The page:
For the first time in over a year, the Bank of England has maintained the current interest rate at 5.25%
The decision to hold the base rate comes after the minimal drop in inflation to 6.7%. The monetary policy committee voted by a majority of 5–4 to maintain bank rate at 5.25%. Four members wanted to increase the interest rate by 0.25%, to 5.5%.
This means that HMRC interest rates will remain at 7.75% until at least November when the Bank meets again.
The Bank also indicated that it expects inflation to return to the 2% target in the medium term, but unlike last month’s report, did not put a timeframe on its earlier estimate of Q2 2025.
‘Monetary policy will need to be sufficiently restrictive for sufficiently long to return inflation to the 2% target sustainably in the medium term,’ the Bank noted. ‘Further tightening in monetary policy would be required if there were evidence of more persistent inflationary pressures.’
CPI inflation is expected to fall significantly further in the near term, reflecting lower annual energy inflation, despite the renewed upward pressure from oil prices, and further declines in food and core goods price inflation, the Bank said. Services price inflation, however, is projected to remain elevated in the near term, with some potential month-to-month volatility.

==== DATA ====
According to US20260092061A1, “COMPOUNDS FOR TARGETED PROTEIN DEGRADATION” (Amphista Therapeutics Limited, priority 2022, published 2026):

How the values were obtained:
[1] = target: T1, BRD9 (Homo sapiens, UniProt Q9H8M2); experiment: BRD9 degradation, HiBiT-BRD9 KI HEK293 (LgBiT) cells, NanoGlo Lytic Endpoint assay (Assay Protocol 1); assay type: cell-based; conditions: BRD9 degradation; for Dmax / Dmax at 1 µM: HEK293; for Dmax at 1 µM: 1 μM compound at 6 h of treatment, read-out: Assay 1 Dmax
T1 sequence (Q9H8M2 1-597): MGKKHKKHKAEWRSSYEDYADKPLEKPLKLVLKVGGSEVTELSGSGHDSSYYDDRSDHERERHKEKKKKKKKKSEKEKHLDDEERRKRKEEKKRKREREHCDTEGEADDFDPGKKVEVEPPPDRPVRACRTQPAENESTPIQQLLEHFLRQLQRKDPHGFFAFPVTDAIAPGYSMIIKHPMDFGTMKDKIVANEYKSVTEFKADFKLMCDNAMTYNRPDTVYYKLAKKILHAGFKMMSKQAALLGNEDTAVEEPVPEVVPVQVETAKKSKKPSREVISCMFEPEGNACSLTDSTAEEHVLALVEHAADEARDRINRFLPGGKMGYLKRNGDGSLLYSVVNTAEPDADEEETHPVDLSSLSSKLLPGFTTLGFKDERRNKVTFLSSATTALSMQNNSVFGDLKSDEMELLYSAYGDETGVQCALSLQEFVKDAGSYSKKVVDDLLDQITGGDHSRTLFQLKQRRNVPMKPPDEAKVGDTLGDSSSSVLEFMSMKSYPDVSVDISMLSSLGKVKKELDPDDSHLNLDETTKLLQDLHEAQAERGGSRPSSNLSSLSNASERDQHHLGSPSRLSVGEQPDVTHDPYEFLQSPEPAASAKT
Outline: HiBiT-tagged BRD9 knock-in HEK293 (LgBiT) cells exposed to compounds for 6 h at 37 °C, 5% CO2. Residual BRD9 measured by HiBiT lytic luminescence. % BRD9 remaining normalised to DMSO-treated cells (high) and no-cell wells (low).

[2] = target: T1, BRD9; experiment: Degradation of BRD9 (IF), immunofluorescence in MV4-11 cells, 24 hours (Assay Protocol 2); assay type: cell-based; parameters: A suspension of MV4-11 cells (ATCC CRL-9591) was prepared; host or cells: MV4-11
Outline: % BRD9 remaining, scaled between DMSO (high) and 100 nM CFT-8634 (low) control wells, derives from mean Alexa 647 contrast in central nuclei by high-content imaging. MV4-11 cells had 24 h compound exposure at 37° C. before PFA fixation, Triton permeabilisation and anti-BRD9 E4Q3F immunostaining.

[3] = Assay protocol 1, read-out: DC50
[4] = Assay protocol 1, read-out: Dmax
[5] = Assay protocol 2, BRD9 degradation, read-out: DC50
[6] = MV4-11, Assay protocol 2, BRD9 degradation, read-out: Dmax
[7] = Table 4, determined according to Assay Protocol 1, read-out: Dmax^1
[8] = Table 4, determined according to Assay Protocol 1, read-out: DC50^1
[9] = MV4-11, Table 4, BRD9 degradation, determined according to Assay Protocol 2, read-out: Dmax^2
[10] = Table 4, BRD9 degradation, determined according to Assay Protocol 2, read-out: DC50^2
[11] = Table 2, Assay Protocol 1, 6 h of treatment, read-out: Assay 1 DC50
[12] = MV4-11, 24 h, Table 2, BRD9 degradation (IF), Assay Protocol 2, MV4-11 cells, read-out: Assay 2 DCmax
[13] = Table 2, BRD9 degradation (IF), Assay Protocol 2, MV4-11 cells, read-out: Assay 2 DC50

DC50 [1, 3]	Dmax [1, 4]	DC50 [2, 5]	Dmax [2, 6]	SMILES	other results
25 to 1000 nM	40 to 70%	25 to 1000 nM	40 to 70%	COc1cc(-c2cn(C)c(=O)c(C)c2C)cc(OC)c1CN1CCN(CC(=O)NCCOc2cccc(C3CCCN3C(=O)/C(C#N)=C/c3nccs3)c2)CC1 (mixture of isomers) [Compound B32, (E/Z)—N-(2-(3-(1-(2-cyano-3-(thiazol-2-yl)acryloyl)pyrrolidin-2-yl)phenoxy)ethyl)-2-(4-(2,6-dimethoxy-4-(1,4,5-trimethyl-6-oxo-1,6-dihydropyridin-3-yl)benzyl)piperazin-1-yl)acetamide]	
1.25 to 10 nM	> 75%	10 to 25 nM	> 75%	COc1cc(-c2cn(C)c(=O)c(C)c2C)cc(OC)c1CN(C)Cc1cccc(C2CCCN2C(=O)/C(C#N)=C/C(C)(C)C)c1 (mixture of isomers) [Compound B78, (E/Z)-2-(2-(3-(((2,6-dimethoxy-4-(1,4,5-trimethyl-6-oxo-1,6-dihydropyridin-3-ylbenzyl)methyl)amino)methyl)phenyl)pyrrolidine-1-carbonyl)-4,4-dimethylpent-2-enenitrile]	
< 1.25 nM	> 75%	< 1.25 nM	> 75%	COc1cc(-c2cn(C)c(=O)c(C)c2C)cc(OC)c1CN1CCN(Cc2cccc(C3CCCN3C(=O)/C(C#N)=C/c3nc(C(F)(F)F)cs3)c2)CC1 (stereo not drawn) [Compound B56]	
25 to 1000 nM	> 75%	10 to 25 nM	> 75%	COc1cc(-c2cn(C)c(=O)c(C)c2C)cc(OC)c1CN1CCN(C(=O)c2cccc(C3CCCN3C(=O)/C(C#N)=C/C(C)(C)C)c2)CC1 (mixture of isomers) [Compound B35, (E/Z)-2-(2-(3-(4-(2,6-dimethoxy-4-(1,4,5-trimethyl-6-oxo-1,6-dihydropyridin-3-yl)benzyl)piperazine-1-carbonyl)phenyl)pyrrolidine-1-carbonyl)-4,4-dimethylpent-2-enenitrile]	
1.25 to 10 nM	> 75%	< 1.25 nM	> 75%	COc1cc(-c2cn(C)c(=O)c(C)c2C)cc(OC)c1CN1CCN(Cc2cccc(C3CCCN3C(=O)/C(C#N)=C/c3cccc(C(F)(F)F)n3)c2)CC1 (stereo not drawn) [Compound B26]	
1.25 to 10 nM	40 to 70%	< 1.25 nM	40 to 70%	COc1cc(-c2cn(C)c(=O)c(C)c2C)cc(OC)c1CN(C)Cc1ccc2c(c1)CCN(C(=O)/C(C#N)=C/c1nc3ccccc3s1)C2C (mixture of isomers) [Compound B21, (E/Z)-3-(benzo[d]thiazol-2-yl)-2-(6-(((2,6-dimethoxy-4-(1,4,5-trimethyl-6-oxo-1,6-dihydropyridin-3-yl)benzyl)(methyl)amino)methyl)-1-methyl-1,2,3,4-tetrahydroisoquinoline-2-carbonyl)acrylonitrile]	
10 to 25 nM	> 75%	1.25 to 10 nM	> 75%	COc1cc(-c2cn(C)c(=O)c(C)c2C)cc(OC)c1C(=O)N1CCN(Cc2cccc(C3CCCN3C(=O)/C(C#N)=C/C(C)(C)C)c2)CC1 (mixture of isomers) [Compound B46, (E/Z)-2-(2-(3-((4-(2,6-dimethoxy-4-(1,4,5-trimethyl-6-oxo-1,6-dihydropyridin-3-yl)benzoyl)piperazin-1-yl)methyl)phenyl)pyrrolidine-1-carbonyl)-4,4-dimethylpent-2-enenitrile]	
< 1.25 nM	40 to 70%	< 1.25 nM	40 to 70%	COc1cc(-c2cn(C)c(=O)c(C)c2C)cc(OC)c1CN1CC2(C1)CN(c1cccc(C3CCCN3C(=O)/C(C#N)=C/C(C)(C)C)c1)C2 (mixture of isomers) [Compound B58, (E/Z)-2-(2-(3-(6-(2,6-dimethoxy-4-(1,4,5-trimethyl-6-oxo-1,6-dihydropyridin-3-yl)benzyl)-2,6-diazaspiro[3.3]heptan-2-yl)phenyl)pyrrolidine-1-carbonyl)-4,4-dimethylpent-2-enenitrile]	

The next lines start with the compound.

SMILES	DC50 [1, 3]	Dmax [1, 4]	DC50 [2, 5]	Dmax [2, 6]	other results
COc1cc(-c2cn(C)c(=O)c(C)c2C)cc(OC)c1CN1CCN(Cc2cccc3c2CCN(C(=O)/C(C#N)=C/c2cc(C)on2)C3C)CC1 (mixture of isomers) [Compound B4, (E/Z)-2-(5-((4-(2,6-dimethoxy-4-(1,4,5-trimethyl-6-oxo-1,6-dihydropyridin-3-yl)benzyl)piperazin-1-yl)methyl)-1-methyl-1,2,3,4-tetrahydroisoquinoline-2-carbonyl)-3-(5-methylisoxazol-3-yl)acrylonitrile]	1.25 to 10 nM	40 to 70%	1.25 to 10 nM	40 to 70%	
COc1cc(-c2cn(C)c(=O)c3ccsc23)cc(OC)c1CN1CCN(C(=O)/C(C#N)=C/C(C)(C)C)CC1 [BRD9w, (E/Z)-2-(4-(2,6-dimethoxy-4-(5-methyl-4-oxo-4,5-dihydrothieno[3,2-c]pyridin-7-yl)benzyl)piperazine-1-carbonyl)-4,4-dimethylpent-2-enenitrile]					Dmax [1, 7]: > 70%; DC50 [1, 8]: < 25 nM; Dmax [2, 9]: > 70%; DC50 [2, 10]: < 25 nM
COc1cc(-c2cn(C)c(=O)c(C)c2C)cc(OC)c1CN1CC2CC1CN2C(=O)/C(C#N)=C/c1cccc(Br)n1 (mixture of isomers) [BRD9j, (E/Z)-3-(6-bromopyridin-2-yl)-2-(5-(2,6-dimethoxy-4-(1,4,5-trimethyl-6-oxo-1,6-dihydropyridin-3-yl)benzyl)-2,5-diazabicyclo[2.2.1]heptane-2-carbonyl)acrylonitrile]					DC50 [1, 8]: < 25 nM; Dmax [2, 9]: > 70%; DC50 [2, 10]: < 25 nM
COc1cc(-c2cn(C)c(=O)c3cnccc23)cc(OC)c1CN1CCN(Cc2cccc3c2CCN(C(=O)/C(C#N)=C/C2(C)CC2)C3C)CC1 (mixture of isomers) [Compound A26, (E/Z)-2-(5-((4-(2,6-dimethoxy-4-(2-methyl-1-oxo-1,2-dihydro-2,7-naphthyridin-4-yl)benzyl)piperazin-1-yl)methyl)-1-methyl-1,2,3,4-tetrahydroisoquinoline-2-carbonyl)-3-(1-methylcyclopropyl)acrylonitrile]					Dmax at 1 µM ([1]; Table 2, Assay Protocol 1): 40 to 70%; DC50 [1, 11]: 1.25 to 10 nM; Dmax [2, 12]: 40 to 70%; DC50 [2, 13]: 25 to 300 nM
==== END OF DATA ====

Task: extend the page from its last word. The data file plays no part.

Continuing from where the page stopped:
Nigel Green, chief executive of deVere Group, the financial advisory and asset management firm, said: ‘The central bank policymakers should go further and commit to stopping the hiking agenda, rather than just pausing it.
‘The battle against inflation is gradually being won. Further stifling economic growth by resuming rate rises next time around will lead to yet more decline in investment, entrepreneurial activity, development, innovation – and therefore jobs and a decline in overall economic well-being.
‘As such, this is now the time for the BoE to stop – not pause – interest rate hikes.
‘The time lag for monetary policies is notoriously long. It typically takes about two years for the full effect of rate hikes to filter fully into the economy – and this is where we are.’
The impact of soaring interest rates has had a punitive impact on businesses exposed to high borrowing.
Nils Kuhlwein, partner at Kearney, said: ‘While the effect of rising interest rates on UK plc is well-known, closely watched, and priced into future risks, successive base rate jumps over recent years have turned the screw on these companies.
‘Recent Kearney research into companies which are unable to meet interest obligations through operating profit – known as ‘zombie companies’ – shows that if struggling UK companies were forced to refinance at twice the interest rate they enjoy currently, the share of this ‘walking debt’ amongst UK business would increase by almost 10%.
‘Given that many of these companies currently see rates as low as 2-3% on some debt, this is hardly unreachable.’